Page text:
The business of Rick Goings, CEO of Orlando-based Tupperware Brands, is selling containers for leftover tuna salad. By law, his employment contract is posted online along with all the details of his compensation incentives.
On the other side of Orlando, Donald Jernigan is CEO of Adventist Health System. His business is saving lives at more than 40 nonprofit hospitals in a dozen states. But information about the compensation and incentives that motivate Jernigan and other hospital CEOs is much harder to come by than that of bosses in less vital industries.
Health spending has grown almost twice as fast as the overall economy in recent years, shocking government budgets and eroding workers’ raises at companies forced to pay more and more for health coverage. Hospitals account for the biggest piece of the rising bill.
To shed light on incentives for medical system growth, Kaiser Health News queried dozens of hospital groups, including 30 of the biggest public and private nonprofit medical organizations in the country. We asked for copies of the CEO’s employment contract as well as the targets that determine his or her incentive bonus. The institutions’ responses and the documents disclosing what are frequently multimillion-dollar pay packages can be found here.
State institutions such as Ohio State University’s Wexner Medical Center and UCLA Hospital System are often subject to public information laws. Most of these systems furnished at least a portion of what KHN sought. The University of Michigan Hospitals and Health Centers supplied descriptions of CEO Douglas Strong’s bonuses for 2010 but not for later years. Those incentives, it said, are “sensitive information” that might give an edge to competitors if disclosed.
Almost all the private, nonprofit systems declined to provide KHN with their CEO’s employment contract or full details of incentive plans. To get some information on their incentives, KHN turned to Internal Revenue Service filings. Since 2008 the agency has required nonprofits to disclose the amount of incentive bonuses for top people, descriptions of these “non-fixed payments” and indications of whether they are tied to profits or revenue.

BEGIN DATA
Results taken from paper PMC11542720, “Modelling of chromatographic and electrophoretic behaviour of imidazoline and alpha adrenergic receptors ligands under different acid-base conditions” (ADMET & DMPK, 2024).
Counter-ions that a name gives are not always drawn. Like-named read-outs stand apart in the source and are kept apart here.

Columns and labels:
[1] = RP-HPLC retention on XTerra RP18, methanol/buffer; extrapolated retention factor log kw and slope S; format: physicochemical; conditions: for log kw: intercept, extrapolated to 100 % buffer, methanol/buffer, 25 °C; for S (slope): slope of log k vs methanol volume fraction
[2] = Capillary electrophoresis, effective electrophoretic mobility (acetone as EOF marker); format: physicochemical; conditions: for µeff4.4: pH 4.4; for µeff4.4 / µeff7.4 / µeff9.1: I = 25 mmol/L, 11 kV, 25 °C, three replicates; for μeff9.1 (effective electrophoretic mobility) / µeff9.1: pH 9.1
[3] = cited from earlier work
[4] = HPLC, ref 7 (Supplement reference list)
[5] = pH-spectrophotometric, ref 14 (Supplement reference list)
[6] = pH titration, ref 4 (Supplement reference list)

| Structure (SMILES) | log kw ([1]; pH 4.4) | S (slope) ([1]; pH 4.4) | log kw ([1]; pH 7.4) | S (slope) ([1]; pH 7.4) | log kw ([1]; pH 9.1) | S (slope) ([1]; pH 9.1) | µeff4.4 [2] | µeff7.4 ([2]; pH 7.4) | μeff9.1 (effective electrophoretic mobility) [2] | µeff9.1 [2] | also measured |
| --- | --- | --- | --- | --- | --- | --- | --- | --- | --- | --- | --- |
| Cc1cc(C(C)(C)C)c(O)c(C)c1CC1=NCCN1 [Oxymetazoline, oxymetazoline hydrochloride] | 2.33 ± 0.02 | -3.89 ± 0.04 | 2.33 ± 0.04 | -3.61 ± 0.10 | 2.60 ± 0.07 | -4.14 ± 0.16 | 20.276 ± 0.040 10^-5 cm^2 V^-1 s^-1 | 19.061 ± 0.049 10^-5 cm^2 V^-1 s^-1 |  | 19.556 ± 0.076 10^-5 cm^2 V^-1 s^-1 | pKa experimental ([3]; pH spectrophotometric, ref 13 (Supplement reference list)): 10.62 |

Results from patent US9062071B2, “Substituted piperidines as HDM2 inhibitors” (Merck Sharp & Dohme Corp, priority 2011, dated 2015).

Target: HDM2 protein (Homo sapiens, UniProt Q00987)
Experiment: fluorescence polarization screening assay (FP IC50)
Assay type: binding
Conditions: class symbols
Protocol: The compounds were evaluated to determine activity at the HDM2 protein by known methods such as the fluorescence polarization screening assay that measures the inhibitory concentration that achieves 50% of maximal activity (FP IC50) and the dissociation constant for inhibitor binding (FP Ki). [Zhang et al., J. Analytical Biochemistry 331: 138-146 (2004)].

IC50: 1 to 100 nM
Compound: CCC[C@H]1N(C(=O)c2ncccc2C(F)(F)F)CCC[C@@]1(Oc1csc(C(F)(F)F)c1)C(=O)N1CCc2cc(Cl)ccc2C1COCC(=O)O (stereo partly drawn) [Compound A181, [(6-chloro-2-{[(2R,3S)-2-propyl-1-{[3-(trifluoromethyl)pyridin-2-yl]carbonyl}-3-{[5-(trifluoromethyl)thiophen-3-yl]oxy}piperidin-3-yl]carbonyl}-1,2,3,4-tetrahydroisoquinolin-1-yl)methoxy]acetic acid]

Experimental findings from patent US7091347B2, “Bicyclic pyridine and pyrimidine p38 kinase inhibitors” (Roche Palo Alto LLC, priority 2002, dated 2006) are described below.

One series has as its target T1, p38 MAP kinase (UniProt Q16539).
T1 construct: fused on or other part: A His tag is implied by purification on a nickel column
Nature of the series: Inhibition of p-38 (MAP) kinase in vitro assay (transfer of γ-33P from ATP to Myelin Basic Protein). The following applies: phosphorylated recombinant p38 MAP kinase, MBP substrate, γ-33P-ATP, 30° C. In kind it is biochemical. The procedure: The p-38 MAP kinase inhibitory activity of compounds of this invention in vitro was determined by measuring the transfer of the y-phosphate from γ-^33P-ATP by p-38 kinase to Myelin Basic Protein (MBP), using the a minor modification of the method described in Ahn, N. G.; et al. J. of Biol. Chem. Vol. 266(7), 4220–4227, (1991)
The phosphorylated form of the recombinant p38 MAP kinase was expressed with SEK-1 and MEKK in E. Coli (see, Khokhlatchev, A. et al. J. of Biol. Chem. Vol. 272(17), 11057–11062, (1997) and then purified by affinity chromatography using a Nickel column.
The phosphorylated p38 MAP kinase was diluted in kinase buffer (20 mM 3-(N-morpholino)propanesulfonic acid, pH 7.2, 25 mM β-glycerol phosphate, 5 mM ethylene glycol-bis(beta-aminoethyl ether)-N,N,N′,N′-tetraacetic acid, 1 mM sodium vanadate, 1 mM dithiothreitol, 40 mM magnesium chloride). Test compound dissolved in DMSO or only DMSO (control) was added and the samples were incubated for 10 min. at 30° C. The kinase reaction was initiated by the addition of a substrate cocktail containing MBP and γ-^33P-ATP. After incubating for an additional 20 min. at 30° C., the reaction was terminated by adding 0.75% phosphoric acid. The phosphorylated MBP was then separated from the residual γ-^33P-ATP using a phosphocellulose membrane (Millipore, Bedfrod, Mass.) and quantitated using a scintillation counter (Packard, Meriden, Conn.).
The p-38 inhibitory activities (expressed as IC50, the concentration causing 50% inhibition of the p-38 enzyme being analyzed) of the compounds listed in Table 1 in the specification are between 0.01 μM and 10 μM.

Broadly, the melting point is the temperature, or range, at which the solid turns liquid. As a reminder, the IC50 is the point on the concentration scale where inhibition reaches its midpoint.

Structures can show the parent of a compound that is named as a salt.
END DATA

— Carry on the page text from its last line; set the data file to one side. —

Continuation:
But disclosures are limited at best. Adventist’s filing gives no explanation for Jernigan’s $271,000 incentive and bonus compensation for 2011. A spokesman said it was for achieving operating and performance targets, without elaboration.
At Kaiser Permanente, the California-based insurer and hospital chain, CEO George Halvorson’s pay of $7.9 million included a $5 million bonus — the largest of any that KHN looked at. (KHN is not affiliated with Kaiser Permanente.)
Kaiser Permanente’s IRS filing says that the bonus came from the achievement of goals to “support the organization’s mission to provide high-quality, affordable care and improve the health of its members and the communities it serves.”
Asked for details, the company said Halvorson’s incentive goals included “quality measures, membership growth, operating income and expense trends and community benefit levels.” But it didn’t disclose targets or payouts for each category.
Nowhere are IRS filings as informative as what Catholic Health Partners, a private nonprofit system in Cincinnati, has disclosed voluntarily. All targets for CHP’s “system scorecard” for bonuses — from cash in the bank to minority employment to mortality and readmissions rates — were published last year (see page 79) by the Commonwealth Center for Governance Studies in Kentucky.
“It never hit my consciousness screen that I wouldn’t want to do this,” CHP CEO Michael Connelly said of furnishing the data. Disclosing incentive formulas that many systems deem confidential, he said, is part of “our mission to be advancing the quality of health care and serving the community.”